Hollywood Guard and U.S. Forest Service Host Critical Aerial Firefighting Training in Southern California

By Master Sgt. Nieko Carzis

The U.S. Forest Service held its annual certification and training event for the aerial firefighting MAFFS (Modular Airborne Fire Fighting System) program with two of the four assigned Department of Defense aircrews from the Air Force Reserve’s 302nd Airlift Wing, Colorado Springs, Colorado, and the California Air National Guard’s 146th Airlift Wing nicknamed the “Hollywood Guard.” With wildland fire fighting agencies such as CAL FIRE and the Bureau of Land Management, the multi-agency MAFFS program kicked off its first training iteration this week at the Channel Islands Air National Guard Station.

The 146th Airlift Wing is hosting MAFFS training for the second year in a row during the same year as its 100-year centennial celebration and one year after the 50-year anniversary of the MAFFS program.

MAFFS, a unique partnership between the U.S. Forest Service and the Department of Defense, shares a combination of resources supporting aerial firefighting operations. These include equipment, personnel, and aircraft that provide a critical “surge” capability to the U.S. Forest Service to slow or stop the spread of wildland fires when all commercial airtankers within the national airtanker fleet are fully committed or not readily available.

The U.S. Forest Service provides this training event annually, which requires any aircrew supporting this mission to gain their certification before they can support any wildland fire operations as a part of their annual training requirements. Afterward, MAFFS aircrew will continue to supplement their experience throughout the year once they start supporting MAFFS missions after certification training. Depending on the cadence of a busy fire season, MAFFS personnel must ensure they are making the most out of every opportunity for training.

While the number of wildfires in the U.S. is measured as an average for last year, it did hold the record for the fewest acreage burned in the past 25 years. During this time, MAFFS air tankers were first used on August 3, 2023, and released on September 6, 2023. During that 35-day activation, MAFFS aircrew flew 69 missions, providing 73 retardant drops totaling 185,263 gallons.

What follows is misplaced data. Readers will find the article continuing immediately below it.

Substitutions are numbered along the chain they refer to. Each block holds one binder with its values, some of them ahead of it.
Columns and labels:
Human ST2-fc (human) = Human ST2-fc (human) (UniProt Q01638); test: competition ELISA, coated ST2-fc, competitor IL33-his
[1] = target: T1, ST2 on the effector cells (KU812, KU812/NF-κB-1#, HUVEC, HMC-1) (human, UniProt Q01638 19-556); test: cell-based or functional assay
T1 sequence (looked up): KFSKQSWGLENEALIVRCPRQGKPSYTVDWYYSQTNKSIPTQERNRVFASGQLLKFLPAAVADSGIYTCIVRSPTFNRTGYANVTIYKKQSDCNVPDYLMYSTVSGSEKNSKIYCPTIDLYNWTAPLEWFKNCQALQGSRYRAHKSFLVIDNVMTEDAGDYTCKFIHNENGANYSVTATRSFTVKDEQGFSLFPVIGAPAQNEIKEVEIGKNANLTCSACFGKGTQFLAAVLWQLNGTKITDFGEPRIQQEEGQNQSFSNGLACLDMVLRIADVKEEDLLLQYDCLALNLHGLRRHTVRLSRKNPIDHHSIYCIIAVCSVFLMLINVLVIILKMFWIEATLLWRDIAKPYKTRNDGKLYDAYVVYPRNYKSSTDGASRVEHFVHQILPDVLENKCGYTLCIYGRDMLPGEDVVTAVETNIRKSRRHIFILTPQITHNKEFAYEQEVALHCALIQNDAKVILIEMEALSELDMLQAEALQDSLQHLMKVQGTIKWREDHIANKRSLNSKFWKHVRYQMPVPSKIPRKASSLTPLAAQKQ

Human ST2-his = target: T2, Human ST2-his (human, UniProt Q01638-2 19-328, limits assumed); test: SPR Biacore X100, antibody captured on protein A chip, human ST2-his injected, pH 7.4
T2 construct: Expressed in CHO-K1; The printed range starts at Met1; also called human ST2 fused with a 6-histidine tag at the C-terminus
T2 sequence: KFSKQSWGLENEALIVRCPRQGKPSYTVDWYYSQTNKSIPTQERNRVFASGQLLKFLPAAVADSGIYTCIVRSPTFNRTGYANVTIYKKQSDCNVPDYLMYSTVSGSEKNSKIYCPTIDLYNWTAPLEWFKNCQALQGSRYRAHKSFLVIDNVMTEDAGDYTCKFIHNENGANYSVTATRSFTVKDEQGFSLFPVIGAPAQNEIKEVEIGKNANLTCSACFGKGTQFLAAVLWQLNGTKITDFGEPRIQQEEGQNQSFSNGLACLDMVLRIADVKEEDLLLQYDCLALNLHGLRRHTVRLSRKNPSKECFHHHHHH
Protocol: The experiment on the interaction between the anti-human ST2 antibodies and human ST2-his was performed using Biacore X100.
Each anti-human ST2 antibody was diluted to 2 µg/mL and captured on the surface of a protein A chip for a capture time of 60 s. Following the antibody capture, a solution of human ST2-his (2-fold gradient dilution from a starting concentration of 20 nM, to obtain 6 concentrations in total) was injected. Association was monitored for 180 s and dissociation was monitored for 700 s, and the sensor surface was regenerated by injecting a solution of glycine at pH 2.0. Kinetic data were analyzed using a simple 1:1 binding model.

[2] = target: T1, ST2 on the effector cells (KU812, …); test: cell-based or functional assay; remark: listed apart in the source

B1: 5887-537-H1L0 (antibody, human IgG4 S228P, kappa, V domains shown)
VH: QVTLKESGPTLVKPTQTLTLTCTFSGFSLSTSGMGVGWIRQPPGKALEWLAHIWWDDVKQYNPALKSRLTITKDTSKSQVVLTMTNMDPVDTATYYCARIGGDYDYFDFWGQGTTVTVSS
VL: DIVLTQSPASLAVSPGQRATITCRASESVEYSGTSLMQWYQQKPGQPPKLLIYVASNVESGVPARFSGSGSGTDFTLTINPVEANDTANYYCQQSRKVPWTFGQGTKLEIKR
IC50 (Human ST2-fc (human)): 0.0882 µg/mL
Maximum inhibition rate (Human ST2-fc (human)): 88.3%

While nobody can predict when the next major fire incident will occur, the one constant force ready to meet the challenges of a busy fire season is the people supporting MAFFS.

Col. DeAnna Franks, the operations group commander for the 302nd Airlift Wing and this year’s Air Expeditionary Group Commander for all Department of Defense assets for the MAFFS mission, says that the annual training events are a pivotal moment within the pre-fire season to ensure readiness across the MAFFS enterprise.

“MAFFS is a robust partnership with many agencies and support functions that work intricately to accomplish large-scale aerial firefighting missions. This is why MAFFS training is so important: it allows the Air Force to capitalize on collaboration efforts with all the agencies participating. Completing our annual training each year is paramount as it allows our aircrews to get those critical training hours we need before we respond to a real fire,” said Franks.

Franks says the intricate partnership’s success is built on a valued cooperation over the past 50 years.

“Modular, the first word of the MAFFS acronym, might perhaps be the best word to corroborate how flexible and efficient our working partnerships have developed over the last 50 years. Last year in December, the MAFFS community collectively celebrated its 50th semi-centennial anniversary with all our partners working within the U.S. Forest Service, CAL FIRE, the Bureau of Land Management, as well as many other valued firefighting assets across the county who support the MAFFS mission. It was a great opportunity to reflect on just how impactful this mission is and how special all the people involved with the MAFFS program are,” said Franks.

Franks added, “When I think about the success of this government program that has been around for as long as it has, it’s clear to me why the MAFFS mission has been so successful. The people of MAFFS are a testament to the program because of their great work, and it’s an absolute honor to work alongside everyone who supports the mission.”

Kim Christensen, deputy assistant director of operations for the U.S. Forest Service and one of the driving forces behind the MAFFS training at Channel Islands, has been a part of the MAFFS mission since 2012, says she still loves coming to work with the people involved with the MAFFS mission after all these years.

“Teamwork and partnerships are really what make the program such a success. In addition to the airlift wings, a number of other federal, state, and local departments are also involved. The members of the airlift wings that participate in the MAFFS program are consummate professionals. They take the annual training very seriously and are always prepared to assist us with wildfire suppression whenever asked,” said Christensen.

Utilizing the same training schedule as the year prior, both training events will take place on two separate weeks to help mitigate the busy schedules for the 3 Air National Guard and Air Force Reserve components involved. Two additional Air National Guard units assigned to the MAFFS mission from Nevada’s 152nd Airlift Wing and the Wyoming Air National Guard’s 153rd Airlift Wing will also travel to Channel Islands Air National Guard Station to complete their training and certification in early May.

AerialFire Staff
AerialFire Staff
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